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and perfections, must fill their minds with the most fearful apprehensions. But as soon as they love him supremely, they will find that peace which passeth all understanding. David acknowledges before God that he found complete satisfaction in the love and enjoyment of him. "Whom have I in heaven but thee? and there is none upon earth that I desire besides thee." Whoever loves God supremely enjoys a blessed union and communion with him, which is a source of the purest and highest enjoyment. "He that dwelleth in love, dwelleth in God, and God in him." The only possible way to enjoy such a blessed union and communion with God, is to love him supremely; and this is a just and powerful reason why we should give our whole hearts to him. I must add,
5. It is in the highest degree reasonable that men should give their hearts to God, because there is nothing to hinder them from doing it, but what is entirely criminal and inexcusable. They must love some object supremely; and of course they must love God supremely, or some idol in his place. But there is no being or object in the universe, that deserves their supreme affection besides God; and therefore they must be wholly criminal and inexcusable, if they place their supreme affection upon any other being or object. In the first place, there is no object in the world to prevent their seeing God. The heavens declare his glory, and the firmament showeth his handy work. All the objects that present themselves to the eyes, and the ears, and the understanding of mankind, instead of excluding God from sight, bring him into view. God is to be seen in the flowers of the field and the fruits of the earth, in the earth itself and in all that lives and moves upon the earth. Whatever is beautiful and amiable in nature, displays the moral excellence and glory of the God of nature, and calls upon mankind to give him the supreme affection of their hearts. In the next place, when God is brought into view, he is the only object to be found, that is worthy of supreme affection. What is the power, the wisdom and benevolence of man, in comparison with the power, the wisdom and benevolence of God, who is over all and above all, blessed for ever more? Why should any man love the world and the things of the world, more than the Creator of the world? Why should any man place supreme trust in any prince or potentate on earth, instead of placing his supreme trust and confidence in the Lord Jehovah, in whom there is everlasting strength, and perfect benevolence? When God challenges men to bring their strong reasons, why they forsake him and place their supreme affections upon inferior objects, their mouths are stopped, and their consciences plead guilty. No good reason can be given, why those who know God,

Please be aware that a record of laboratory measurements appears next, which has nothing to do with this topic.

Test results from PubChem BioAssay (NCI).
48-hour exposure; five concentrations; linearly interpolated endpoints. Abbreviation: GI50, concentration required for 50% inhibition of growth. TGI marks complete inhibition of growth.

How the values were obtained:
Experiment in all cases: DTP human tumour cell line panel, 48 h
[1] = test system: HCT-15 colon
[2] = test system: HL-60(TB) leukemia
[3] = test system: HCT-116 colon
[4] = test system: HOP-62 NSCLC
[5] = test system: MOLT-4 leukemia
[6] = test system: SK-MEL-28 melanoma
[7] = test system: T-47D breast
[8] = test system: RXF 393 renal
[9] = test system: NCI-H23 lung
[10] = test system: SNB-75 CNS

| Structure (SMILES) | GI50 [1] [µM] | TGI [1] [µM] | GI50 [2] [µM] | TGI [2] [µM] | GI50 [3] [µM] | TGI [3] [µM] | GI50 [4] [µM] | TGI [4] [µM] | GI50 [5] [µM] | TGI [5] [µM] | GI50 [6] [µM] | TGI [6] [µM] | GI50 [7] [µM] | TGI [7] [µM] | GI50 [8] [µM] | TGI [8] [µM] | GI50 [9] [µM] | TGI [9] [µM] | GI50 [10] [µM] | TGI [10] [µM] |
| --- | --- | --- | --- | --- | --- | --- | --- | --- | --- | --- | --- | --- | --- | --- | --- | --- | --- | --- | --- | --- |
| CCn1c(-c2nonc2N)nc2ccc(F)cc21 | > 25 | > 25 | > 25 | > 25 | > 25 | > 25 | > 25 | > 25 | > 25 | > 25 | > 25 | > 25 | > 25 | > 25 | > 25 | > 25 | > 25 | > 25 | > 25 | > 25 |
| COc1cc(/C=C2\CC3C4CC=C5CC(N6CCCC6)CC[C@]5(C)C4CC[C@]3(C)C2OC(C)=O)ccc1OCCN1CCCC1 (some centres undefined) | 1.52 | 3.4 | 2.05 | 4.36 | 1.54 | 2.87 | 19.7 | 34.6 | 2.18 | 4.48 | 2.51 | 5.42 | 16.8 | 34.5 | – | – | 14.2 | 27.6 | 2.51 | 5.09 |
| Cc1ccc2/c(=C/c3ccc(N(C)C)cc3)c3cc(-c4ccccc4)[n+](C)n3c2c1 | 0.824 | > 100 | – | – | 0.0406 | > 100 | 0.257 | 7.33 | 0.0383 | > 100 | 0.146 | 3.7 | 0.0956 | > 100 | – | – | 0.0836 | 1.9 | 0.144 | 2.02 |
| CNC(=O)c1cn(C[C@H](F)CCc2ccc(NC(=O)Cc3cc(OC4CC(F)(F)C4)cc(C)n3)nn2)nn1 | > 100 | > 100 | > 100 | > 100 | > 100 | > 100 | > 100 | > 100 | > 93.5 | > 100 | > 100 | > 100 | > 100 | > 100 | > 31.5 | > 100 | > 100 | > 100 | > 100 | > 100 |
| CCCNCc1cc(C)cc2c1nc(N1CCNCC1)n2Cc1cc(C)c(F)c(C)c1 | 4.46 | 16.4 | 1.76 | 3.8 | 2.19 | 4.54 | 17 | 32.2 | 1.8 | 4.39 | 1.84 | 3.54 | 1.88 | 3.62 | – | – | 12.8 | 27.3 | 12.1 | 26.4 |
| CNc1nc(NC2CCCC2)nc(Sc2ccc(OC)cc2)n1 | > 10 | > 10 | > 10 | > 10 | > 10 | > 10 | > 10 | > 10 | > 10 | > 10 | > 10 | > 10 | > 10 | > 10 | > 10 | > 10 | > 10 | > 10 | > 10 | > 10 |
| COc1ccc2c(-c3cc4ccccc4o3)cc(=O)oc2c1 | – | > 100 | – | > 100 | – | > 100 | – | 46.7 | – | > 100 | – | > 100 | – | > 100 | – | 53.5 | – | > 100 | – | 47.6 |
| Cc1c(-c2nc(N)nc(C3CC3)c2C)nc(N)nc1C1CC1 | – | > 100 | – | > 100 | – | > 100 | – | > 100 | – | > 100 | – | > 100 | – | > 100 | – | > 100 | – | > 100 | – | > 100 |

should not love and glorify him as God. Nor will it avail any to plead, in the last place, that their hearts are so selfish, and corrupt, and attached to the world, that they cannot love God supremely. For this is implicitly acknowledging that there is nothing to hinder them from loving God supremely, but what is wholly criminal and inexcusable. If they are capable of loving themselves and the world supremely, they are certainly capable of loving God supremely. They are just as capable of placing their supreme affection upon God, as upon any inferior object. And if they place their supreme affection upon any inferior object, they are guilty of idolatry. The apostle says that covetousness, or supreme love to the world, is idolatry. It is setting up idols in the heart. This God forbids and condemns. As there is nothing that can prevent men from loving God supremely, but their criminal love to themselves and the world, so it is infinitely reasonable that they should renounce all their selfish, sinful and idolatrous affections, and give their hearts to God, who is supremely worthy of their supreme affection and regard.